Dr. Mariana von Mohr from the Department of Psychology at Royal Holloway, said, “We know that the first few hundred milliseconds of perceiving a face determine our first impressions, and our findings show that this first impression then becomes more or less susceptible to other people’s opinions depending on when during the cardiac cycle people first saw this face.”
The findings of this study help us to understand how social influences on our decision making can depend on the signals conveyed by the body to the brain via the heart. The results may have important implications given the role of social decision-making in our everyday life, which can range from mundane choices (e.g., what movie to watch) to important ones (e.g., who to vote for in the next election).
Professor Manos Tsakiris, from the Department of Psychology at Royal Holloway, added, “Even though we normally perceive events that typically last longer than a single heartbeat, our research, as well as that of other labs, shows that the precise point in the cardiac cycle at which events are first perceived, can have far-reaching consequences on how our brain processes information.”
“These findings highlight how signals from our bodies, in this case the heart, shape our gut feelings and our decision-making in social settings.”
Social interoception: Perceiving events during cardiac afferent activity makes people more suggestible to other people’s influence
Our judgements are often influenced by other people’s views and opinions. Interoception also influences decision making, but little is known about its role in social influence and particularly, the extent to which other people may influence our decisions.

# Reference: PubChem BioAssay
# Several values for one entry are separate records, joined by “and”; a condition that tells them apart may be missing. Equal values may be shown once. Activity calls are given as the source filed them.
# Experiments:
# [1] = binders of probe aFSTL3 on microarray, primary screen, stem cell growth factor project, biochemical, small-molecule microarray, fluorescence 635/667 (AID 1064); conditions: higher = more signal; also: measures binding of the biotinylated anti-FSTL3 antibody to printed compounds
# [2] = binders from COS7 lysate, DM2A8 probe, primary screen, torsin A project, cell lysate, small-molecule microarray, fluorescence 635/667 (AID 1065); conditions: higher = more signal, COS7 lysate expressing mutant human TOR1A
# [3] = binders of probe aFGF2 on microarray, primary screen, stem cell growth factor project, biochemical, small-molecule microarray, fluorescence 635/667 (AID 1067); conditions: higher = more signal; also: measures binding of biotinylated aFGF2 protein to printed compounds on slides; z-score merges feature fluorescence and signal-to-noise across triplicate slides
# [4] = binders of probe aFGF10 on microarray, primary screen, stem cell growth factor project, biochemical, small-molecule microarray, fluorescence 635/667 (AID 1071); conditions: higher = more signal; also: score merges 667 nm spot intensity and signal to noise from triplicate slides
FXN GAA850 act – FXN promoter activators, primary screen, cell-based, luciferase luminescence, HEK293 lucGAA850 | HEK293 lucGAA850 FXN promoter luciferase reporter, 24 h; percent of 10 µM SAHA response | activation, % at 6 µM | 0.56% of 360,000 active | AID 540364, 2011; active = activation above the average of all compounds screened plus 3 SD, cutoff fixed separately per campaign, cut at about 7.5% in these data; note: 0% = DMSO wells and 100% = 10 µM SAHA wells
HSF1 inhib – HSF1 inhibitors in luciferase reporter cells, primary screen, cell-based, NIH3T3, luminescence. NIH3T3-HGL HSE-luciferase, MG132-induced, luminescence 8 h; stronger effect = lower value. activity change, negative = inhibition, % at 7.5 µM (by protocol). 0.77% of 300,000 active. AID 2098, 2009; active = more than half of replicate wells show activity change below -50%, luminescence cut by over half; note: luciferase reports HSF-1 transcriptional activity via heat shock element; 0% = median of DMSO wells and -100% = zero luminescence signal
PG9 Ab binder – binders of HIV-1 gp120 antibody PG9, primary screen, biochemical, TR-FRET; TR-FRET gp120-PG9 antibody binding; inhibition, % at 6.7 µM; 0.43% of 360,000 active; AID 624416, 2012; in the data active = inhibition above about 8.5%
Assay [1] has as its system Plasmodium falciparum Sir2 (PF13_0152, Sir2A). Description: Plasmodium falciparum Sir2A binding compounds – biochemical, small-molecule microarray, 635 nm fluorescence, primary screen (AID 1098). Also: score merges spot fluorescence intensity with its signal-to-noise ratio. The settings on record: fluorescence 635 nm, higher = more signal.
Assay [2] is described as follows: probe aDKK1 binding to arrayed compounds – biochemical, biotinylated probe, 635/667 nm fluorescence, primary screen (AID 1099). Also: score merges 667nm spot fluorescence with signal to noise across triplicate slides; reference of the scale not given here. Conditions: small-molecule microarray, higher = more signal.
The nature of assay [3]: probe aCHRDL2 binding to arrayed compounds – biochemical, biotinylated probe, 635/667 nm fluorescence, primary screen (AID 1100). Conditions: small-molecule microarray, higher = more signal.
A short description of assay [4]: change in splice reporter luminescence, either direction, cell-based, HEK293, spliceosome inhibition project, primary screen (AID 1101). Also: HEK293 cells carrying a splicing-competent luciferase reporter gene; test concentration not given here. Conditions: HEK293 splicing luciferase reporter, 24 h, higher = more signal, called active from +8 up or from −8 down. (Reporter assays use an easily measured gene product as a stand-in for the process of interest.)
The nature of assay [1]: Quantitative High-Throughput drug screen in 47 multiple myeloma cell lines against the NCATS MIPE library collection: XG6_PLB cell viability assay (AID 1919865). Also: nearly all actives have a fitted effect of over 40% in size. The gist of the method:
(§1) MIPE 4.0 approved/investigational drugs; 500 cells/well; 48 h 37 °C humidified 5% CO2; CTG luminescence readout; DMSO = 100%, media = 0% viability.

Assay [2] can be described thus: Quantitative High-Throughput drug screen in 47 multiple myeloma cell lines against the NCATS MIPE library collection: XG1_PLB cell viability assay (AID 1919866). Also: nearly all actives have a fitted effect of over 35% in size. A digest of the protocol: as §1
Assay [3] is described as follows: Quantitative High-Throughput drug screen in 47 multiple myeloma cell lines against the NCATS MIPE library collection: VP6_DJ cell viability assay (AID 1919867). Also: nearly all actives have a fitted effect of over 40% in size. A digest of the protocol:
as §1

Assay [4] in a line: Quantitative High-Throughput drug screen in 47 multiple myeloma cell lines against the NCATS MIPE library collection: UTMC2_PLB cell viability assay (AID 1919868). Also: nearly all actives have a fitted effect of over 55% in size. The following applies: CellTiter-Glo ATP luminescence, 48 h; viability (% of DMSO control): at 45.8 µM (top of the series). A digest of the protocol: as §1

Across two experiments, using different forms of social influence, participants judged the trustworthiness of faces presented either during the systolic phase of the cardiac cycle, when baroreceptors convey information from the heart to the brain, or during diastolic phase, when baroreceptors are quiescent.
We quantified the extent to which participants changed their minds (as an index of social influence) following the social feedback, in order to compare two competing hypotheses.
According to the Arousal-Confidence Hypothesis, cardiac signals create a context of heightened bodily arousal that increases confidence in perceptual judgements. People should, therefore, be less subject to social influence during systole.
By contrast, according to the Uncertainty-Conformity Hypothesis, cardiac signals increase neural noise and sensory attenuation, such that people should display greater effects of social influence during systole, as they then underweight private interoceptive signals in favour of the external social information.
Across two studies that used different kind of social interactions, we found that participants changed their minds more when faces were presented at systole.
Our results, therefore, support the Uncertainly-Conformity hypothesis and highlight how cardiac afferent signals contribute to shape our social decision-making in different types of social interactions.